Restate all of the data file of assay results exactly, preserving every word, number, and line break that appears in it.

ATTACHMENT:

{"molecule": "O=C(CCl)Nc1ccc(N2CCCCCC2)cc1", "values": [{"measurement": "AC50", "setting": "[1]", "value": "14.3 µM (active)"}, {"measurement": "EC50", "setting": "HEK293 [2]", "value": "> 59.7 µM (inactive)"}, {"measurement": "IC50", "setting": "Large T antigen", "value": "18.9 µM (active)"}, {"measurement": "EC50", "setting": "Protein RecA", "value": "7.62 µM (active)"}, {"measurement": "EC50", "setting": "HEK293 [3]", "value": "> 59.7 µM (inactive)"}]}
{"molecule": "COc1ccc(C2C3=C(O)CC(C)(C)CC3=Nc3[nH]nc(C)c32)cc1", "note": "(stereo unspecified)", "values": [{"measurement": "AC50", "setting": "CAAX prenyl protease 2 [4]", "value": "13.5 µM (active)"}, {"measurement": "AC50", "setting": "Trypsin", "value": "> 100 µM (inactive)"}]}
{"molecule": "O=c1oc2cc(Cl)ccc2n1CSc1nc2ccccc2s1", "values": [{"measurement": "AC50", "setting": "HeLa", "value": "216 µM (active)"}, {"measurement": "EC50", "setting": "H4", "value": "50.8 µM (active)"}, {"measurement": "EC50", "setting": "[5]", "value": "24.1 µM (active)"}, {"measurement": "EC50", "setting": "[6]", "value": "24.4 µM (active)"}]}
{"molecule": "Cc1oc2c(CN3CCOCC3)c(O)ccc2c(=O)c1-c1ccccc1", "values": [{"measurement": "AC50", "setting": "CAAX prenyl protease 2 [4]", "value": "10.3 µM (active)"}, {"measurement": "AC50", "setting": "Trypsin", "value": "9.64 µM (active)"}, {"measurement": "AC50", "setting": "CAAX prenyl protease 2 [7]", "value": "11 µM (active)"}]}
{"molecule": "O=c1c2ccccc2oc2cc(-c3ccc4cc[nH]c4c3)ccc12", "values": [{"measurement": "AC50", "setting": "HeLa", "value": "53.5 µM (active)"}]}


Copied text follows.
{"molecule": "O=C(CCl)Nc1ccc(N2CCCCCC2)cc1", "values": [{"measurement": "AC50", "setting": "[1]", "value": "14.3 µM (active)"}, {"measurement": "EC50", "setting": "HEK293 [2]", "value": "> 59.7 µM (inactive)"}, {"measurement": "IC50", "setting": "Large T antigen", "value": "18.9 µM (active)"}, {"measurement": "EC50", "setting": "Protein RecA", "value": "7.62 µM (active)"}, {"measurement": "EC50", "setting": "HEK293 [3]", "value": "> 59.7 µM (inactive)"}]}
{"molecule": "COc1ccc(C2C3=C(O)CC(C)(C)CC3=Nc3[nH]nc(C)c32)cc1", "note": "(stereo unspecified)", "values": [{"measurement": "AC50", "setting": "CAAX prenyl protease 2 [4]", "value": "13.5 µM (active)"}, {"measurement": "AC50", "setting": "Trypsin", "value": "> 100 µM (inactive)"}]}
{"molecule": "O=c1oc2cc(Cl)ccc2n1CSc1nc2ccccc2s1", "values": [{"measurement": "AC50", "setting": "HeLa", "value": "216 µM (active)"}, {"measurement": "EC50", "setting": "H4", "value": "50.8 µM (active)"}, {"measurement": "EC50", "setting": "[5]", "value": "24.1 µM (active)"}, {"measurement": "EC50", "setting": "[6]", "value": "24.4 µM (active)"}]}
{"molecule": "Cc1oc2c(CN3CCOCC3)c(O)ccc2c(=O)c1-c1ccccc1", "values": [{"measurement": "AC50", "setting": "CAAX prenyl protease 2 [4]", "value": "10.3 µM (active)"}, {"measurement": "AC50", "setting": "Trypsin", "value": "9.64 µM (active)"}, {"measurement": "AC50", "setting": "CAAX prenyl protease 2 [7]", "value": "11 µM (active)"}]}
{"molecule": "O=c1c2ccccc2oc2cc(-c3ccc4cc[nH]c4c3)ccc12", "values": [{"measurement": "AC50", "setting": "HeLa", "value": "53.5 µM (active)"}]}